If we leave aside exceptions like Twin Peaks, The X-Files and Homicide: Life on the Street, I’ll agree with the pop dogma that the best American dramatic series in the past 15 years owe much to the HBO renaissance, which stormed U.S. television around the turn of the millennium, bled into other channels, and gave us a decade of marvels. Previous to that, Steven Bochco was hailed as the God of Dramatic TV, but most of what Bochco produced for network television still had that taint of TV writing, which panders to viewers who can’t follow a plot-line unless it’s larded with clichés. The writing isn’t quite right, as if an originally strong script was usurped by a suit-goon who believed good television required more predictability, less politics, and canned dialogue. Bochco’s stuff was fine, the way a brackish pond in the desert looks fine when you’re parched. But having escaped the sands, our expectations are so high now that we can barely recall why we celebrated someone as formulaic as Bochco in the first place. However lo-fi his catalogue registers in hindsight, though, let’s consider the Phenomenon of the Curve; if it hadn’t been for his raising the bar in the 1980s and ’90s with Hill Street Blues and NYPD Blue, would HBO have even dreamed of blowing the bar off its moorings in the Aughts? It may be crushing to overlook more deserving shows that recently emerged, but Bochco — as a risk-taker — deserves props for hacking a trail up the Slope of Standards, even if he exhausted himself at the halfway point.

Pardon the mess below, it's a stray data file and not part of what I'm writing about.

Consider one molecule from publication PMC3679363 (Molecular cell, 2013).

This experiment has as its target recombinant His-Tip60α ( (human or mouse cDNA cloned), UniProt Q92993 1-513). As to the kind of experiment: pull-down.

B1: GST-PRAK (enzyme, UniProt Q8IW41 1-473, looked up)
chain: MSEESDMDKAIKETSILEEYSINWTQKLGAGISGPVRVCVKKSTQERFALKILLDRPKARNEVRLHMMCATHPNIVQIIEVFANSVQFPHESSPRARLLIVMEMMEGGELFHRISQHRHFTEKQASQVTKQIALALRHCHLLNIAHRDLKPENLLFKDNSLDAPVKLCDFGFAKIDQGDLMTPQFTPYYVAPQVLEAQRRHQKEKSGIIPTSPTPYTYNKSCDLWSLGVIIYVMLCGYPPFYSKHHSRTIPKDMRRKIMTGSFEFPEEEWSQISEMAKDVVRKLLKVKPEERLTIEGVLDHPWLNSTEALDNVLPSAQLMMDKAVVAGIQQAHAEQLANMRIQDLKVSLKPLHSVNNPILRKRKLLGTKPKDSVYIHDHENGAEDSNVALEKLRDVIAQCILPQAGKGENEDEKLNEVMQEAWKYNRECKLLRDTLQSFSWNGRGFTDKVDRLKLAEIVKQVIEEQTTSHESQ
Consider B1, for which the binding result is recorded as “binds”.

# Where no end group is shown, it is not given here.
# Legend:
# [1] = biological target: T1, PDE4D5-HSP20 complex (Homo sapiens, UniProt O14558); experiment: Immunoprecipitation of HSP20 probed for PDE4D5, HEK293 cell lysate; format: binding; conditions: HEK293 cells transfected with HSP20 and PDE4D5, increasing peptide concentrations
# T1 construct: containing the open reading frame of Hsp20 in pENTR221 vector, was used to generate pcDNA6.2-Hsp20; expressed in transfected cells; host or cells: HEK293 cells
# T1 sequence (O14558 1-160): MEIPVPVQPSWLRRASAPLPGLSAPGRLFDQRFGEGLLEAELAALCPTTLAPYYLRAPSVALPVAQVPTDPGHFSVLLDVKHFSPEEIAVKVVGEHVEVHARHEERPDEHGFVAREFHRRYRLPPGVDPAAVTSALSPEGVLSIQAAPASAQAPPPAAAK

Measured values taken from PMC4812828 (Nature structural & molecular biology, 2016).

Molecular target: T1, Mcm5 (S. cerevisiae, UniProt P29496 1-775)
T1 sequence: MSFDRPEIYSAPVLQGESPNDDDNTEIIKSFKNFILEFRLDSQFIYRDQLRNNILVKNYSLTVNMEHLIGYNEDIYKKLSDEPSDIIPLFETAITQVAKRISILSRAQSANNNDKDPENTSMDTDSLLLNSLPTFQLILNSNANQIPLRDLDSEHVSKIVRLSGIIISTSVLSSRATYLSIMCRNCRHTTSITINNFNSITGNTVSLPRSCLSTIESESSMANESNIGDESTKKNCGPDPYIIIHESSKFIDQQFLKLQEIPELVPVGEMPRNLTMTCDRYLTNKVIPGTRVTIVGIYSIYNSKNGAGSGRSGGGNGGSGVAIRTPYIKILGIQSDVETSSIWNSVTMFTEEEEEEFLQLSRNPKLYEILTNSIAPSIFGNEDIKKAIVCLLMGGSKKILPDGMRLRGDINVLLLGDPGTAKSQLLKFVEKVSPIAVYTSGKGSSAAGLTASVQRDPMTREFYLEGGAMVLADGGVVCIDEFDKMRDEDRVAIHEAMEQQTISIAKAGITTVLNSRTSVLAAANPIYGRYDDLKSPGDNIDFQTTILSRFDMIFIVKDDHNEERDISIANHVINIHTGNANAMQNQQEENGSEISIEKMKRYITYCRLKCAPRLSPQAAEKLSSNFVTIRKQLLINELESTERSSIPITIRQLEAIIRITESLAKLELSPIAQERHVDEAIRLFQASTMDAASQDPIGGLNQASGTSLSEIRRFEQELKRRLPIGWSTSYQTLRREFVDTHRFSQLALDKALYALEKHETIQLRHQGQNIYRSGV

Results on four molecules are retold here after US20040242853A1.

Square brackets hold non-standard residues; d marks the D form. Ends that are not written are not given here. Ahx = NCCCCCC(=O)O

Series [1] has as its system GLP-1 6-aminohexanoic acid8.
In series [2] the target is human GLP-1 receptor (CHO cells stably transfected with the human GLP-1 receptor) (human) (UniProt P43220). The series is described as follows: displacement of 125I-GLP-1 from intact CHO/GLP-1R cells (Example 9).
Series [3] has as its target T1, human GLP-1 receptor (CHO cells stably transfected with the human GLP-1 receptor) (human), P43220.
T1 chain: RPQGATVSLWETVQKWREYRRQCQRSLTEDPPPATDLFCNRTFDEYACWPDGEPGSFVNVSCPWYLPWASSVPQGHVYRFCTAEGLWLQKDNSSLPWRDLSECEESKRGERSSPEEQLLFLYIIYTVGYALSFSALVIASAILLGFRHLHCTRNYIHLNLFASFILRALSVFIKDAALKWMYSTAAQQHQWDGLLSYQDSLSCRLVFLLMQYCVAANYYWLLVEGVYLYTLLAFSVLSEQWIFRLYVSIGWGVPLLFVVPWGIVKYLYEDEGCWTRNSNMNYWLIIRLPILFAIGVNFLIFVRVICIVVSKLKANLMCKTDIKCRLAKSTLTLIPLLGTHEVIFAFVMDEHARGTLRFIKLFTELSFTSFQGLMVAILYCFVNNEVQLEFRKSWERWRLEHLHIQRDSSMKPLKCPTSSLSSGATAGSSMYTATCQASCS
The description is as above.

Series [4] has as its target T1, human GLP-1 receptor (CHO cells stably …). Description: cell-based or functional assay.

I wasn’t much of a Bochco-ite, but one show squats on my longtime favorites list. “NYPD Blue” may have snared the glory back in the day, but his most layered work was a short-lived ABC series which few saw during its 1995-96 airing. Like Twin Peaks (and, years later, The Wire), Murder One suffered from low viewer retention because it focused on a single investigation for an entire season. Attempting to tune into the series three or seven episodes in resulted in confusion or annoyance, and failed to imbue what was onscreen with its full richness; too many nuances were lost. The brazen one-case superstructure isn’t the only thing Murder One has in common with Twin Peaks: Both series revolve around the murder of a pretty teenage girl who, we learn, lacked an innocent nougat center and ran with a sex-and-drugs crowd after hours; both feature videotapes of the victim, played over and over for pathos; both murders are tangled up with marital affairs, misguided parenting, and abusive lovers; and both series hemorrhaged viewers due to their complex storylines and suffered slow, second-season deaths when networks fatally tinkered in an attempt to win back Johnny Lunchbox and Sally Housecoat. (The less said about the second season, the better; it became a completely different show.) While Murder One is set in the logical, natural world, its first season possesses a small degree of the dreamlike tint of Twin Peaks — that not-quite-real-world texture that haunts the shadows but, in this show, is a potential that breathes all over the set but never fully manifests.